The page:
'Waltzer Boy' - Pete Mckee
'Coolest job in the world'
by Laura Givans
Cartoonist Pete McKee is inspired by his working class roots, doing what he loves, Waltzers and Henderson's Relish. Laura Givans discovered what keeps him going and what inspiration he has for budding cartoonists.
* September 2005 *
Cartoonist Pete McKee is hot property this year - after an exhibition of his Urban Legends paintings at the Forum, a slot on Toby Foster's show and a successful exhibition at the Botanical Gardens' Art In the Park this summer, it seems everyone's looking for a splash of his paint.
I met up with the brown hatted artist (it came all the way from America). He gave me a barrage of the passion and inspiration he's used to get to where he is today, and advice to help out anyone with similar dreams... or even dreams of any sort at all.
So how did you get started?
My dream was to go to art college but I ended up working in a factory. I kept my artistic influences in the band doing logos and stuff but at that time I was in a band and all my focus was on trying to find a record producer.
I started sending drawings to the Fanzine for Sheffield Wednesday and they rang offering me £50 - not much but something! Then I started drawing for the Sheffield Telegraph too and I've been doing that for about eleven years now.
Pete McKee - 'You need the imagination'
It's important not to just aim for the big ones but to keep yourself in print. It's getting that first step on the ladder and having self motivation. I need a stable job too because I've got a family to support, so before I was a postman and now I work at Tesco.
I find it really strange but when people ask what I do if I say I'm a cartoonist they say, 'oh, right', and if I say I work at Tesco's they say 'ooooh what do you do there then?'! To me being a cartoonist is the coolest job in the world!
You just send copies of your cartoons to people then?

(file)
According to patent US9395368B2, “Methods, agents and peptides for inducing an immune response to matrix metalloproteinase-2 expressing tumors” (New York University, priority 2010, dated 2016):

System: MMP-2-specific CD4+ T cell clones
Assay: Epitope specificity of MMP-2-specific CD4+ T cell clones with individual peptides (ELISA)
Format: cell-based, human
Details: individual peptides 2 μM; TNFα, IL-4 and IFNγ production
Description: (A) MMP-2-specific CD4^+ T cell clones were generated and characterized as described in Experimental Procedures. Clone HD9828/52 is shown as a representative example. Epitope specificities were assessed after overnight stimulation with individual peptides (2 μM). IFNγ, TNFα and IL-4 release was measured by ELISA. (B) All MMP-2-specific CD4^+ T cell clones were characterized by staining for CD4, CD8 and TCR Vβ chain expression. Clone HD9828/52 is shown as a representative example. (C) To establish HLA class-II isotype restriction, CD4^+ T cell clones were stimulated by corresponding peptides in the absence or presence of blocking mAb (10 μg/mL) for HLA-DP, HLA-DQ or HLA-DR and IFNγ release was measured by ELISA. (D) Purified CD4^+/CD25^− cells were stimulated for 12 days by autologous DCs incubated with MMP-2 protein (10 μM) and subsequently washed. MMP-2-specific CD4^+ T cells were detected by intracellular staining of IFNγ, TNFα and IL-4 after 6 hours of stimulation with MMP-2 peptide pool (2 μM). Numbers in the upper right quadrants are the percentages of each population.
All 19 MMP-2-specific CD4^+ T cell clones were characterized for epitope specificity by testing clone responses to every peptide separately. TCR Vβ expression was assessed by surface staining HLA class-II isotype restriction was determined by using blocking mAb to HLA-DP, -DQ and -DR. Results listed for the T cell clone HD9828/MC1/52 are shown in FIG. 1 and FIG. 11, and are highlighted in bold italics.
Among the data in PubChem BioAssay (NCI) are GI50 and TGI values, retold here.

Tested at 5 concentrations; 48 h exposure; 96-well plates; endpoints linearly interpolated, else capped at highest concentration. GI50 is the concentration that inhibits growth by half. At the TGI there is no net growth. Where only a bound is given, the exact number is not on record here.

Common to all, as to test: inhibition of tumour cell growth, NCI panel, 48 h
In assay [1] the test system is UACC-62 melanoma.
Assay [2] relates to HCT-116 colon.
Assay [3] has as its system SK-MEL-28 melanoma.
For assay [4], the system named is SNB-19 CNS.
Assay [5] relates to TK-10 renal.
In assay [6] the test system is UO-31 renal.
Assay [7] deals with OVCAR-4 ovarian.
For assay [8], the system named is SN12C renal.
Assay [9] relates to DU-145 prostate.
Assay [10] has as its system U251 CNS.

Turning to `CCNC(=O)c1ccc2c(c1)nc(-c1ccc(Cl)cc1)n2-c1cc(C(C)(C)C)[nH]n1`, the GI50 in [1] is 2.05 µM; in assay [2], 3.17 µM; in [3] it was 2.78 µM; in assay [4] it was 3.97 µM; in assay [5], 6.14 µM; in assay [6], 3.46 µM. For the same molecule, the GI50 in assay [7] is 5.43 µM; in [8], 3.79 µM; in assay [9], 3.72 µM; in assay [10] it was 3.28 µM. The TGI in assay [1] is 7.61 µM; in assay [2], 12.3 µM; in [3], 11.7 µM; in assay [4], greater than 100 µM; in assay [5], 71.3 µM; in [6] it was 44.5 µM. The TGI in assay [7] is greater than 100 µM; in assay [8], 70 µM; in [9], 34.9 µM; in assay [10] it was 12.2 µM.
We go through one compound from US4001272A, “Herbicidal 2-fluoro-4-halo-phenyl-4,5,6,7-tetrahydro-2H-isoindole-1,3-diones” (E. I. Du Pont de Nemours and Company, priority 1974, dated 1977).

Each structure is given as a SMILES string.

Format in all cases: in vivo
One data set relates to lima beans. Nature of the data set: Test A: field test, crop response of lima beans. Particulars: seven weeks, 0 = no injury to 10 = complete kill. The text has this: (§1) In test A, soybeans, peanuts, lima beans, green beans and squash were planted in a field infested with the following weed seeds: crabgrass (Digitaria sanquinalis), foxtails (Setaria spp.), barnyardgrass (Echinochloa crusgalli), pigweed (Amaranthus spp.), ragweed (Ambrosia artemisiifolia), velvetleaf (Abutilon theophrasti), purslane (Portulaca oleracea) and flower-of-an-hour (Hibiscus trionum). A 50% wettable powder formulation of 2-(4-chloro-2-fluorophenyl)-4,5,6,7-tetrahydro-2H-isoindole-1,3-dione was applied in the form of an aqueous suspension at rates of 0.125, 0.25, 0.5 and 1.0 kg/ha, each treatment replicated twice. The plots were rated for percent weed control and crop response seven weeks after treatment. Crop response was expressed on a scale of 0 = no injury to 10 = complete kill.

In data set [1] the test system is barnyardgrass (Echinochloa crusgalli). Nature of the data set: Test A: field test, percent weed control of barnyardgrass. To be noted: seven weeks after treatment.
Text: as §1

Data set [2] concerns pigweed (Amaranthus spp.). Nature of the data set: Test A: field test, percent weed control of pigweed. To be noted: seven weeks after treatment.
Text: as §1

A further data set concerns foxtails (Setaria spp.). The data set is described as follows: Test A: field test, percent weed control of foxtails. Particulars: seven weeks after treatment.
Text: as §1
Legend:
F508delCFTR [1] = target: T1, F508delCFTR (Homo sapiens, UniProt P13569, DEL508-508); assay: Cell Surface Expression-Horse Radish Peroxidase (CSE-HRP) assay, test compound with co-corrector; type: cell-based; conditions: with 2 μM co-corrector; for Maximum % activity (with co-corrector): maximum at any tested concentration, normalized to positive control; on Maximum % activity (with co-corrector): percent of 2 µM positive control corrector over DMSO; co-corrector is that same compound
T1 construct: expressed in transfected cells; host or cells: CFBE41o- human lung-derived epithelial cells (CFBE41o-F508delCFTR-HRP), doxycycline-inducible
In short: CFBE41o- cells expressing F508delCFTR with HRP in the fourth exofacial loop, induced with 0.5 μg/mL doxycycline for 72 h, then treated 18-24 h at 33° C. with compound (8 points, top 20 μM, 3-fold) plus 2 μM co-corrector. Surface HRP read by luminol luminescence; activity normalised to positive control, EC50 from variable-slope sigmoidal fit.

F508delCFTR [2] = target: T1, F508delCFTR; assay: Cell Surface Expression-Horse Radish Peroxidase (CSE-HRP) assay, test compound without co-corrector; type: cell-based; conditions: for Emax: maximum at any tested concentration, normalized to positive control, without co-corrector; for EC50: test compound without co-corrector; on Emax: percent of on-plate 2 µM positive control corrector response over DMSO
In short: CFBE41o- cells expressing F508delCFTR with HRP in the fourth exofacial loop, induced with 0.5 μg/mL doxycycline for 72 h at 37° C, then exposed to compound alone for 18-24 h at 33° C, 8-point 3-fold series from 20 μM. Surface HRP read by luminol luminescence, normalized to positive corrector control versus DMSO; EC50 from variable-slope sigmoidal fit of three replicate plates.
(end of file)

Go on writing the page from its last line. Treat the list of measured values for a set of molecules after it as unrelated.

I'll send gags and pictures to them and you need to be able to do both - it's almost more important to be able to write gags. You need a good gag because you could be the best cartoonist in the world but people need to understand you.
To be a good cartoonist you need the imagination. You've just got to get going. You can draw for greeting cards - it doesn't matter if you've got any training what they want is whether you're any good or not.
Do they ever ask you to change your designs for them?
Sometimes they say they'll take it if you change a certain aspect. If they offered £5000 for your cartoons if you changed a bit then I wouldn't say no, you know, but maybe it's when you're a bit further up you can say 'no it's my cartoons, take it or leave it'.
How did you get onto painting your cartoons?
When I started painting I was using emulsion on MDF because they're cheap materials, and I started painting my cartoons for fun. I did five or six paintings and had some friends over and they bought them and thought they were great.
So it was a spontaneous decision that's kind of come around as my career - paintings are classed as more serious. People don't take cartoons as seriously as 'real' art. What I'd say to them is Picasso drew cartoons.
Do you have to do a lot of promotion yourself?